Systemic Lupus Erythematosus (also Known as SLE): In this form of Lupus, any part of the body may be affected such as the joints, Lungs, Kidneys, heart, Brain, Blood etc. it is this form which when uncontrolled can be life threatening.

Drug Induced Lupus: This illness is due to an adverse effect of certain drugs such as Hydralazine for hypertension or Procainamide for cardiac rhythm disturbances or Isoniazid used in tuberculous infections. The use of these drugs has declined over a period of time due to the advent of newer and better drugs though some of them are still used. Drug Induced lupus will occur either equally in both genders and more in men where cardiac drugs tend to be used more often.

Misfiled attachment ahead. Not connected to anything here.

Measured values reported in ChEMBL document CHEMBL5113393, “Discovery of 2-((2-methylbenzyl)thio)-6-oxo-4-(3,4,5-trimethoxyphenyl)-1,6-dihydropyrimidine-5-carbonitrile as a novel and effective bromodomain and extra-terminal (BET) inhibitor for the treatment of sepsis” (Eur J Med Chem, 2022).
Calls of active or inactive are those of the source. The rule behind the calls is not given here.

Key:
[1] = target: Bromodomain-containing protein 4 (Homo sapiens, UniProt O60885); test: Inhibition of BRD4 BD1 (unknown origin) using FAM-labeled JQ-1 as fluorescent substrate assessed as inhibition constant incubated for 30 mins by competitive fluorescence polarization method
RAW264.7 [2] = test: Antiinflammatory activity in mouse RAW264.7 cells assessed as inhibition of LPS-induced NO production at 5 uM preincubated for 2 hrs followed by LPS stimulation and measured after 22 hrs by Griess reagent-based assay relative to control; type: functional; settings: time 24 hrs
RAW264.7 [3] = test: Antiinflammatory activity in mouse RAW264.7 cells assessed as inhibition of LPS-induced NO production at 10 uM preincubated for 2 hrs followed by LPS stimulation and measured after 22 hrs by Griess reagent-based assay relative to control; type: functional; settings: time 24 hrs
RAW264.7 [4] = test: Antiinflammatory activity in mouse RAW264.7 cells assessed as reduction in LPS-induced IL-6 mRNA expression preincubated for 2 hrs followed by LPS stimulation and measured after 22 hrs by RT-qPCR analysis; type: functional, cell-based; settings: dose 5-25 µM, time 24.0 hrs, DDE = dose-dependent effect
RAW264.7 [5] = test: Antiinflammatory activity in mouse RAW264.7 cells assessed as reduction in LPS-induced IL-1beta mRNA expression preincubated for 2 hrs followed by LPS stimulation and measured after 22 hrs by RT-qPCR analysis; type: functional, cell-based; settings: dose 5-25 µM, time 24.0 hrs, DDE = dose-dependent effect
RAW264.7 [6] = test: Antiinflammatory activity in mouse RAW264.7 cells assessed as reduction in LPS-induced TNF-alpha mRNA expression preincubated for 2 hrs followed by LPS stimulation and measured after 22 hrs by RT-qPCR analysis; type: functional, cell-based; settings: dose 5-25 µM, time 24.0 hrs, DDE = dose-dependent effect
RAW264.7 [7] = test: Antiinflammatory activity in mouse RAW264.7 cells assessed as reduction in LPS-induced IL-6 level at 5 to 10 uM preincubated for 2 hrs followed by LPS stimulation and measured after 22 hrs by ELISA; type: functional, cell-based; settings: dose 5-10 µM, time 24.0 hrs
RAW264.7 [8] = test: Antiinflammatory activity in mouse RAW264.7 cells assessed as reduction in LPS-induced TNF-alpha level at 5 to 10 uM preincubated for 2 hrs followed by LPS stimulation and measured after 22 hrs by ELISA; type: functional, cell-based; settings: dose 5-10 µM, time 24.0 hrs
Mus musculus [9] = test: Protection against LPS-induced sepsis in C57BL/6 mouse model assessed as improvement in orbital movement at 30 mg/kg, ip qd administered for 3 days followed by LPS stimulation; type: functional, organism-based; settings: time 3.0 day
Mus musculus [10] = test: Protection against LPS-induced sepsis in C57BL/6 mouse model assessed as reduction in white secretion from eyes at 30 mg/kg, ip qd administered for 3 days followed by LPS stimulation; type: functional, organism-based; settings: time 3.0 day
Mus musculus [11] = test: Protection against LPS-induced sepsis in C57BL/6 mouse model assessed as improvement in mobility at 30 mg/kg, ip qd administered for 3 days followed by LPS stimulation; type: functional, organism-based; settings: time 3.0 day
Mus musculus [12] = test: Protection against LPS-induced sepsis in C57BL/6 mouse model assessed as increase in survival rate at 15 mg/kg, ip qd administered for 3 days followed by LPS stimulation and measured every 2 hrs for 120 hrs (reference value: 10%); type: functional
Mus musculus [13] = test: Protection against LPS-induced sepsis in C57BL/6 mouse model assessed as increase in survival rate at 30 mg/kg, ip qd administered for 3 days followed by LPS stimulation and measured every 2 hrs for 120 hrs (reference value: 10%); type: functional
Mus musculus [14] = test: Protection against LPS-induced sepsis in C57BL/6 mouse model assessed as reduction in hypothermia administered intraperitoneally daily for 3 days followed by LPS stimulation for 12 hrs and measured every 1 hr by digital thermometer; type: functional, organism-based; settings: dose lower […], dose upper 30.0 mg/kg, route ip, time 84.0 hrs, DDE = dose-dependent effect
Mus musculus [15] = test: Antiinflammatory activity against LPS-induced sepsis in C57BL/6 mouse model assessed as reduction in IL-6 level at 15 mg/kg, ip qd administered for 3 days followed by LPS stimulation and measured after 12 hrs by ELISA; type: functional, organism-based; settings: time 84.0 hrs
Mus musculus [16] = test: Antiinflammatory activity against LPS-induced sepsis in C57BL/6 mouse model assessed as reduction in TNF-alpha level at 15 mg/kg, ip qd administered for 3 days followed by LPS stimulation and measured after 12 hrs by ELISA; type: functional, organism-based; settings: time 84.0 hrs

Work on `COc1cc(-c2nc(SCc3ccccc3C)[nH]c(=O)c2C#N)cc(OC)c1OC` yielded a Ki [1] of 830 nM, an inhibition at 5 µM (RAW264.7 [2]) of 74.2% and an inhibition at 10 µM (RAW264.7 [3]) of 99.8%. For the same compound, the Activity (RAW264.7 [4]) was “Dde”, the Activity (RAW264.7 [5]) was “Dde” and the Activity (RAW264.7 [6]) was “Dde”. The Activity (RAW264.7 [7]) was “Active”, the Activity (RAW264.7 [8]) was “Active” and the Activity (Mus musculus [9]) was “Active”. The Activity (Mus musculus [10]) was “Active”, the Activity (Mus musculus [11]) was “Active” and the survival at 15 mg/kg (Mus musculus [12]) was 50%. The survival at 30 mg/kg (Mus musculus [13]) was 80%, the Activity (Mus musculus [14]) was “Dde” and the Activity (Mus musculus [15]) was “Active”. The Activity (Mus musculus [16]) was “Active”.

Common symptoms of Lupus: These symptoms may be present in various combinations in a particular patient

  1. Arthritis
  2. Fever
  3. Significant Fatigue
  4. Skin Rashes (particularly on sun exposure)
  5. Facial rashes in the shape of Butterfly wings hence also called butterfly rash
  6. Hair loss
  7. Mouth Ulcers
  8. Raynaud’s Phenomenon (Fingers and toes turning blue or white on cold exposure)
  9. Anemia
  10. Kidney Involvement
  11. Seizures (convulsions). Sometimes there may be psychiatric disorders as well
  12. Abnormal blood clots in veins or arteries.

Diagnosing Systemic Lupus Erythematosus:

As with other illness in rheumatology diagnosis of lupus is based on a combination of clinical symptoms and signs. Blood tests in SLE do play a significant role in confirming the diagnosis as well as in monitoring the progress of the disease. For example it is not abnormal to find a low white cell or platelet count or progressively falling hemoglobin despite appropriate treatment. Similarly in case of kidney involvement the urine picture will be abnormal.